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    • "Whether or not MopE has a direct role in the reduction of the copper ion found in the Cu(I) binding site remains to be elucidated. It is interesting, however, to note that there is an abundance of C-type cytochromes on the surface of M. capsulatus [62], [63], which, with the exception of the dissimilatory metal-reducing bacteria, are not commonly observed in bacteria [64]. Several of these surface-exposed cytochromes showed a fine-tuned copper-regulated expression between 0 to 1.6 µM copper in the growth medium, i.e. in the concentration range where MopE is expressed [2], [16]. "
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    ABSTRACT: Under copper limiting growth conditions the methanotrophic bacterium Methylococcus capsulatus (Bath) secrets essentially only one protein, MopE*, to the medium. MopE* is a copper-binding protein whose structure has been determined by X-ray crystallography. The structure of MopE* revealed a unique high affinity copper binding site consisting of two histidine imidazoles and one kynurenine, the latter an oxidation product of Trp130. In this study, we demonstrate that the copper ion coordinated by this strong binding site is in the Cu(I) state when MopE* is isolated from the growth medium of M. capsulatus. The conclusion is based on X-ray Near Edge Absorption spectroscopy (XANES), and Electron Paramagnetic Resonance (EPR) studies. EPR analyses demonstrated that MopE*, in addition to the strong copper-binding site, also binds Cu(II) at two weaker binding sites. Both Cu(II) binding sites have properties typical of non-blue type II Cu (II) centres, and the strongest of the two Cu(II) sites is characterised by a relative high hyperfine coupling of copper (A(||) =20 mT). Immobilized metal affinity chromatography binding studies suggests that residues in the N-terminal part of MopE* are involved in forming binding site(s) for Cu(II) ions. Our results support the hypothesis that MopE plays an important role in copper uptake, possibly making use of both its high (Cu(I) and low Cu(II) affinity properties.
    Full-text · Article · Aug 2012 · PLoS ONE
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    • "In accordance with the sMMO activity assay, sodium-dodecyl-sulphate polyacrylamide gel electrophoresis (SDS-PAGE) analyses of whole cells revealed polypeptides corresponding to subunits of sMMO only in the ~0 mM culture, while subunits of the pMMO were detected in all cultures, but clearly in increasing abundance in cells harvested from copper-added cultures , demonstrating that high copper-to-biomass growth conditions were achieved at these culture conditions (Fig. 1) (Stanley et al., 1983). The surface-associated proteins were collected by ionic extraction with NaCl as previously described (Karlsen et al., 2005a). The incubation of whole cells with NaCl did not disrupt the cells, as verified with microscopy prior to and after the NaCl treatment (not shown). "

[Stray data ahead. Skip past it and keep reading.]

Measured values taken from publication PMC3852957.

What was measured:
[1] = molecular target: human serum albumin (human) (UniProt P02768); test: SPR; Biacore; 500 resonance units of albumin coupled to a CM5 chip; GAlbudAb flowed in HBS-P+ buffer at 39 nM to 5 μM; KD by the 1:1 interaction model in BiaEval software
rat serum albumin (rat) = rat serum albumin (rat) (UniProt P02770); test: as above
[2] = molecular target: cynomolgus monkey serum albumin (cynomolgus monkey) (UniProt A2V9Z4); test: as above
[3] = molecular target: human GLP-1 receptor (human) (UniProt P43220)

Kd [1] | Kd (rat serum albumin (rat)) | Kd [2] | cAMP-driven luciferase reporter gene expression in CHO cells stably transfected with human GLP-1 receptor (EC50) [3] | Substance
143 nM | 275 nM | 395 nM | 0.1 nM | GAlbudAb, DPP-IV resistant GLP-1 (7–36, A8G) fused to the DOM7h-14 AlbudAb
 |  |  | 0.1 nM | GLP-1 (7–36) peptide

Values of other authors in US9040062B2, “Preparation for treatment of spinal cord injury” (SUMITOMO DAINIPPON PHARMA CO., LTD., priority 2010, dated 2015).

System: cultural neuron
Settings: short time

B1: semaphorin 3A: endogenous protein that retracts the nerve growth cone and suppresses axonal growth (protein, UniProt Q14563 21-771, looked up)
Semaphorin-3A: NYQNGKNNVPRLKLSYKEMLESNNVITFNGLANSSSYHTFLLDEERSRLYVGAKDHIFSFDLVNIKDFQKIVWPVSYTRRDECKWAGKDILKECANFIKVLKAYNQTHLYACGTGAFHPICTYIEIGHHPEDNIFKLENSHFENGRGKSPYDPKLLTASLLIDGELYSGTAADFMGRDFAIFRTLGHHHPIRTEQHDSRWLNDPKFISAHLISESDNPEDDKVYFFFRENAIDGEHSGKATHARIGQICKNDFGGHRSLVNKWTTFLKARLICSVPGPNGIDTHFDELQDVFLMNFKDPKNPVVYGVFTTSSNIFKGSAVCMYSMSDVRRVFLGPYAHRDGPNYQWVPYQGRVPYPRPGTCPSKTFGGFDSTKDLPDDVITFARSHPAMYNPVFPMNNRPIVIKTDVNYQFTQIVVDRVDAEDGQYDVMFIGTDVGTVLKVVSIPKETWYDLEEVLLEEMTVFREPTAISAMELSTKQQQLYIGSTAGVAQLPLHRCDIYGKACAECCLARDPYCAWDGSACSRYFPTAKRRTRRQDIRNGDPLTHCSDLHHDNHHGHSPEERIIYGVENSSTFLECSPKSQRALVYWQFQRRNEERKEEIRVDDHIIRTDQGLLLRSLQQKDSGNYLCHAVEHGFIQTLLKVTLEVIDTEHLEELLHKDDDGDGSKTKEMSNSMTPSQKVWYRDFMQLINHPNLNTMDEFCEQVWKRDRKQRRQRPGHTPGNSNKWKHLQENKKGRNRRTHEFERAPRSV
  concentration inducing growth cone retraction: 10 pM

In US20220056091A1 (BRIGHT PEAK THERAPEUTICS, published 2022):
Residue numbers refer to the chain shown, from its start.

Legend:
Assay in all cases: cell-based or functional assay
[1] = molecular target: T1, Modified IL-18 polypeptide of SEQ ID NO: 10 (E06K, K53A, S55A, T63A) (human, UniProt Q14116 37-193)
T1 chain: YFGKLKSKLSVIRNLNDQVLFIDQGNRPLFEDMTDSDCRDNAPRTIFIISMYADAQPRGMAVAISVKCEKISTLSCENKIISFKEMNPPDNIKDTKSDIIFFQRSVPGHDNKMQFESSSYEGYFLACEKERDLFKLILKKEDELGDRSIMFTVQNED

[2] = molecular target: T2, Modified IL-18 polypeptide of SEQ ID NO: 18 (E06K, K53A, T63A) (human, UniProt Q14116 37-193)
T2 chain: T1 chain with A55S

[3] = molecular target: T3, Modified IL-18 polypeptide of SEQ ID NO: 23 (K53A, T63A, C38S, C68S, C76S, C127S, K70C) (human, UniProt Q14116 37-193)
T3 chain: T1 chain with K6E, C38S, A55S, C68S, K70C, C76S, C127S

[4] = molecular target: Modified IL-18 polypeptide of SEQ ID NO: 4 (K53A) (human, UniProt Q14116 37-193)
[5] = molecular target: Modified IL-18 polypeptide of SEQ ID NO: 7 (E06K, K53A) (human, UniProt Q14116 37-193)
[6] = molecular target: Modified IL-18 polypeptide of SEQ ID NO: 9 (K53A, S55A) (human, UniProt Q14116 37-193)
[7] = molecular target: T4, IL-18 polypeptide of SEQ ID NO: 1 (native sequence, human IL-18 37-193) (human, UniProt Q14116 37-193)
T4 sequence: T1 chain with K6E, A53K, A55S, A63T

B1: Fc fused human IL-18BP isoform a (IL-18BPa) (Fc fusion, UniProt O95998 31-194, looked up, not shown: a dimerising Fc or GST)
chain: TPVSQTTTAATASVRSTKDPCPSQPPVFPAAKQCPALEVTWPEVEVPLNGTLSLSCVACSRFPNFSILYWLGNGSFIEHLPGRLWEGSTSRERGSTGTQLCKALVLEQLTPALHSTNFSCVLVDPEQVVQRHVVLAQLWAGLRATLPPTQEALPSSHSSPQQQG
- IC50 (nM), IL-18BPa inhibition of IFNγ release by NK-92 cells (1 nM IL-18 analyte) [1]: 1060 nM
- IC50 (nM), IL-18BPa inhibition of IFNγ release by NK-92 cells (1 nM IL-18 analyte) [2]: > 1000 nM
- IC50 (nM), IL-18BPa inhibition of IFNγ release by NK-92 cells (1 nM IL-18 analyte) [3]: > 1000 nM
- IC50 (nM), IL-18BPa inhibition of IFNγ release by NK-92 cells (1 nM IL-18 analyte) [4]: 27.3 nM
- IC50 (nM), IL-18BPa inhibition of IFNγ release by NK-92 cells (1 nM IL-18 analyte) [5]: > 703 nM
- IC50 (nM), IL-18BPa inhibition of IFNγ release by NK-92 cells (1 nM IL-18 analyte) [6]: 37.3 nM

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    ABSTRACT: Identification of surface proteins is essential to understand bacterial communication with its environment. Analysis of the surface-associated proteins of Methylococcus capsulatus (Bath) revealed a highly dynamic structure responding closely to the availability of copper in the medium in the range from approximately 0 to 10 microM. Several c-type cytochromes, including three novel multihaem proteins, are present at the cellular surface, a feature that is otherwise a peculiarity of dissimilatory metal-reducing bacteria. At low copper concentrations, the cytochrome c(553o) and the cytochrome c(553o) family protein, encoded by the MCA0421 and MCA0423 genes, respectively, are major constituents of the surfaceome and show a fine-tuned copper-dependent regulation of expression. Two novel members of the cytochrome c(553o) family were identified: MCA0338 was abundant between 5 and 10 microM copper, while MCA2259 was detected only in the surface fraction obtained from approximately 0 microM copper cultures. The presence at the bacterial surface of several c-type cytochromes, generally involved in energy transduction, indicates strongly that redox processes take place at the bacterial surface. Due to the unique role of copper in the biology of M. capsulatus (Bath), it appears that c-type cytochromes have essential functions in copper homeostasis allowing the cells to adapt to varying copper exposure.
    Preview · Article · Sep 2008 · Molecular Microbiology